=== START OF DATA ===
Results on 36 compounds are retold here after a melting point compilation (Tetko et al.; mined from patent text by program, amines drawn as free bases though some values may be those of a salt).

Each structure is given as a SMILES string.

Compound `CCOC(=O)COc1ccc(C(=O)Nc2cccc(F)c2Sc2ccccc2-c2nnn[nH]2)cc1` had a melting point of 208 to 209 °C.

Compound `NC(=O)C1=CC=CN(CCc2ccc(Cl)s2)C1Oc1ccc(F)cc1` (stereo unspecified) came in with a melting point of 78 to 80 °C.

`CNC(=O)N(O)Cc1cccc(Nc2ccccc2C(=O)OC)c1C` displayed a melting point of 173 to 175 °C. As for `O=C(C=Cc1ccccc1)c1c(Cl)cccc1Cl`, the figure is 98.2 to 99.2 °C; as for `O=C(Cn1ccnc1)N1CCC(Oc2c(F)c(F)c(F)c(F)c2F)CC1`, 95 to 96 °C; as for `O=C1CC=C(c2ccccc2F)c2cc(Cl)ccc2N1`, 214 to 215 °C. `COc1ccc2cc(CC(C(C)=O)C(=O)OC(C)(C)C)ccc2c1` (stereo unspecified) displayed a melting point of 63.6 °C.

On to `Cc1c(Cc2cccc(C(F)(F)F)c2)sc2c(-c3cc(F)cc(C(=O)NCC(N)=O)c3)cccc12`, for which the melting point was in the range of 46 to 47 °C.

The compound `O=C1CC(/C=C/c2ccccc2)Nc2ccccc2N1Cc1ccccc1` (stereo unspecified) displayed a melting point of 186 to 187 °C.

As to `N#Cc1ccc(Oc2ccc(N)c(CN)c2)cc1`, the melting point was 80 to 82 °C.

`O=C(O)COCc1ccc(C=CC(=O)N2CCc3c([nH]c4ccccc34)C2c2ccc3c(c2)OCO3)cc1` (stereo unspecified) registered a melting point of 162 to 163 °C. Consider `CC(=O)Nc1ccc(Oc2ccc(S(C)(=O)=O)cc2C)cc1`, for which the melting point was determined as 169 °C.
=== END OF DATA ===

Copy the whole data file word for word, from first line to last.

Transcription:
Results on 36 compounds are retold here after a melting point compilation (Tetko et al.; mined from patent text by program, amines drawn as free bases though some values may be those of a salt).

Each structure is given as a SMILES string.

Compound `CCOC(=O)COc1ccc(C(=O)Nc2cccc(F)c2Sc2ccccc2-c2nnn[nH]2)cc1` had a melting point of 208 to 209 °C.

Compound `NC(=O)C1=CC=CN(CCc2ccc(Cl)s2)C1Oc1ccc(F)cc1` (stereo unspecified) came in with a melting point of 78 to 80 °C.

`CNC(=O)N(O)Cc1cccc(Nc2ccccc2C(=O)OC)c1C` displayed a melting point of 173 to 175 °C. As for `O=C(C=Cc1ccccc1)c1c(Cl)cccc1Cl`, the figure is 98.2 to 99.2 °C; as for `O=C(Cn1ccnc1)N1CCC(Oc2c(F)c(F)c(F)c(F)c2F)CC1`, 95 to 96 °C; as for `O=C1CC=C(c2ccccc2F)c2cc(Cl)ccc2N1`, 214 to 215 °C. `COc1ccc2cc(CC(C(C)=O)C(=O)OC(C)(C)C)ccc2c1` (stereo unspecified) displayed a melting point of 63.6 °C.

On to `Cc1c(Cc2cccc(C(F)(F)F)c2)sc2c(-c3cc(F)cc(C(=O)NCC(N)=O)c3)cccc12`, for which the melting point was in the range of 46 to 47 °C.

The compound `O=C1CC(/C=C/c2ccccc2)Nc2ccccc2N1Cc1ccccc1` (stereo unspecified) displayed a melting point of 186 to 187 °C.

As to `N#Cc1ccc(Oc2ccc(N)c(CN)c2)cc1`, the melting point was 80 to 82 °C.

`O=C(O)COCc1ccc(C=CC(=O)N2CCc3c([nH]c4ccccc34)C2c2ccc3c(c2)OCO3)cc1` (stereo unspecified) registered a melting point of 162 to 163 °C. Consider `CC(=O)Nc1ccc(Oc2ccc(S(C)(=O)=O)cc2C)cc1`, for which the melting point was determined as 169 °C.